Michael Noonan of Edge Trader Plus - IF - 2 hrs 53 mins ago
Sunday 16 December 2012
Around 7 p.m., [CST], on Thursday, [lucky] 13 December, when there is normally very little activity in precious
metals, a series of High Frequency Trades mysteriously came to life and pummeled the silver market, hard.
What makes this ever more suspicious is that this activity was on the heels of a breakout characterized by
strong supportive volume and a high-end range close.
The breakout rally, strong volume and close are the typical "footprints"
mentioned in our last article, The extent of the overnight sell-off, continued into the next day, Friday, was more than
unexpected, it was shocking.
Technically, it made no sense, not in light of surrounding market activity, and fundamentally, particularly for
silver, it defies supply/demand economics. What you see on that one bar from Last Thursday is the "bootprint"
of market, what is the best word we think of...Yes...manipulation.
There are no outcries in the [bought and paid for] mainstream media, television or print, and none from the
exchanges or regulatory agencies. Nope, it is just business as usual. The breakdown of free markets is just
about complete. Central planners rule, market insanity reigns. Bring on more QE-adnauseum. How can one
act responsibly in a market environment run by irresponsible actors? The markets are rigged, plain and simple.
In precious metals, the bets are now Red or Black, as the little white ball spins around.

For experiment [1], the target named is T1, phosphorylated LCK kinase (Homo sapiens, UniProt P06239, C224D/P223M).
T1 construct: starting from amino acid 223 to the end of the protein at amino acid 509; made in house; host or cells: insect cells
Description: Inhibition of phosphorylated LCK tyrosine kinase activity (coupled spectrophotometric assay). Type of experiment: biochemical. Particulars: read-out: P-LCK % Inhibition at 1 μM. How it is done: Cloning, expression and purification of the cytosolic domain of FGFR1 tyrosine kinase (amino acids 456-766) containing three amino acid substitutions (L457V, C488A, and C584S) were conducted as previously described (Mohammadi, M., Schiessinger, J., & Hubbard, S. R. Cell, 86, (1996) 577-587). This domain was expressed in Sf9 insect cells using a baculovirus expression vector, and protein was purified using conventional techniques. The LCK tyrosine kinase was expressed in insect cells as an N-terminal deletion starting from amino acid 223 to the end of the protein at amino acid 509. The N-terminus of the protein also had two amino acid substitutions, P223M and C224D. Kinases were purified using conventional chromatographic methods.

The one hope against central bankers is that they cannot control all the players. There is China, Russia, India,
and a growing list of smaller countries leaving the fold of the once "almighty" U S "dollar." For accuracy, the
so-called "dollar" is NOT a dollar, despite the unsubstantiated claim. They are Federal Reserve Notes, [FRN],
issued in varying denominations, fiat currency backed by one's imagination and nothing else. They are
commercial debt instruments. Of course, we are aware that not many care about the accuracy of defining a
dollar v a FRN, but we care because of the deceptive practice behind their use.
How does this relate to viewing the markets from a price/volume perspective?
unaccountable distortions, like last Thursday. Did the gold market suffer as badly? No, again. The silver market
is more easily "controlled"
margin for naked short positions, nor are those positions marked to market, like for the rest of the trading
population. What would you do if you did not have to put up any margin as a buyer in the silver market, or
be concerned about price moves against you, when the market next opens?